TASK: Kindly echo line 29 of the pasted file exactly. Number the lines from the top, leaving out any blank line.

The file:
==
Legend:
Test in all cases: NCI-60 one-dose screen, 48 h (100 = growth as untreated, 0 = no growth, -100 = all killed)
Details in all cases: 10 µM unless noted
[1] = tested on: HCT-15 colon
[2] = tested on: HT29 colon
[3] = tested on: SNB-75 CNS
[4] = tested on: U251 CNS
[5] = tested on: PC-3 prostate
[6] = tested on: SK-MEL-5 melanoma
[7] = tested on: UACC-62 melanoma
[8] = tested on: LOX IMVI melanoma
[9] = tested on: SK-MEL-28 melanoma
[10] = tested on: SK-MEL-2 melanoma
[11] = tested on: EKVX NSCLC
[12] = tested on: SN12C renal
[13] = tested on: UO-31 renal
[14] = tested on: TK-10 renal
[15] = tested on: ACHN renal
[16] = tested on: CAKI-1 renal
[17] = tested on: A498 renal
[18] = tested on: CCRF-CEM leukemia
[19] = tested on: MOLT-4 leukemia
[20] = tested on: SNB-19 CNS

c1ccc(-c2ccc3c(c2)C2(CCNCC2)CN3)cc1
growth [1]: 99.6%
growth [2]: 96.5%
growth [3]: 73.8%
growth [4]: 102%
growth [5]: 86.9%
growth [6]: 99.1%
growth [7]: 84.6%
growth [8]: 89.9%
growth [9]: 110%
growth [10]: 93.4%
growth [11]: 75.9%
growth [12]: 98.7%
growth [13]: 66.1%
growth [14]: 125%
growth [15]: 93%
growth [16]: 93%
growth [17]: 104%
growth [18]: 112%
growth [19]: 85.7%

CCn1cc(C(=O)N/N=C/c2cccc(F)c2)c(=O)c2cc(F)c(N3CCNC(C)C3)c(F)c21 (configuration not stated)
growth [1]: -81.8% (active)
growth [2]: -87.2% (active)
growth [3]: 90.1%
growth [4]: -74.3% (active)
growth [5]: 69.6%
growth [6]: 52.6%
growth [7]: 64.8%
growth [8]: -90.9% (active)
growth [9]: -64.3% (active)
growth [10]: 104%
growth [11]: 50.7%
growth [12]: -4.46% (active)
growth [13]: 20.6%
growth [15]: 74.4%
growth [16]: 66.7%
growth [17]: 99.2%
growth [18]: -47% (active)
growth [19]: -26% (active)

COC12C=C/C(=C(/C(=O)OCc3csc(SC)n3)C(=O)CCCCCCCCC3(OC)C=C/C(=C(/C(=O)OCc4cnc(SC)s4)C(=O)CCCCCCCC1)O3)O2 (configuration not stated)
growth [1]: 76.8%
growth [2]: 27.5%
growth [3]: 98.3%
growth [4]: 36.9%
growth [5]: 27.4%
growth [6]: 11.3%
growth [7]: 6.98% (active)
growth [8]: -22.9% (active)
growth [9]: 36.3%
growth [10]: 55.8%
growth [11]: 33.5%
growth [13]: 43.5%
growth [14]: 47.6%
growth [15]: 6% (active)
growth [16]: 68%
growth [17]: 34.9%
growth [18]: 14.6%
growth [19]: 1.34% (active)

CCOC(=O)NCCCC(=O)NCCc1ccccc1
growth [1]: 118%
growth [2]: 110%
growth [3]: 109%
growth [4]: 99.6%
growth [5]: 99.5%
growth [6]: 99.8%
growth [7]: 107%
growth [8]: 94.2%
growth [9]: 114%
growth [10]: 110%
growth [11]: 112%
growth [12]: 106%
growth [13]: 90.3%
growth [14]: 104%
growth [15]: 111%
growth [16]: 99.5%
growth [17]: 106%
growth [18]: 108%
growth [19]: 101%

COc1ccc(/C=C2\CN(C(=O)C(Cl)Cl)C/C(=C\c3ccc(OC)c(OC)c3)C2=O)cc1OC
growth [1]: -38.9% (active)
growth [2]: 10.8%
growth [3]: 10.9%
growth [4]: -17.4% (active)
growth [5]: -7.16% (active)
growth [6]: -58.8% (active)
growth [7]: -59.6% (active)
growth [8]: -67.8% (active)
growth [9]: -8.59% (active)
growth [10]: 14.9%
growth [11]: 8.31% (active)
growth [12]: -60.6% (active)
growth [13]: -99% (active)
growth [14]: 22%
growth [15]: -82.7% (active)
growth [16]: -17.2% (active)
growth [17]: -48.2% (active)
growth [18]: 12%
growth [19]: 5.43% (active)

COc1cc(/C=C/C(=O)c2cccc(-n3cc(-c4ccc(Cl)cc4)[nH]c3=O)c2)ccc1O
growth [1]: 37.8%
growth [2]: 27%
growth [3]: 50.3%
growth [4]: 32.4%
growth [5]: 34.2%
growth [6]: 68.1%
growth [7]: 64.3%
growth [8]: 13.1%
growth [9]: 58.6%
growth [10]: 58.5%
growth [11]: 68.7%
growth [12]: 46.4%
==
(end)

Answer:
growth [5]: 86.9%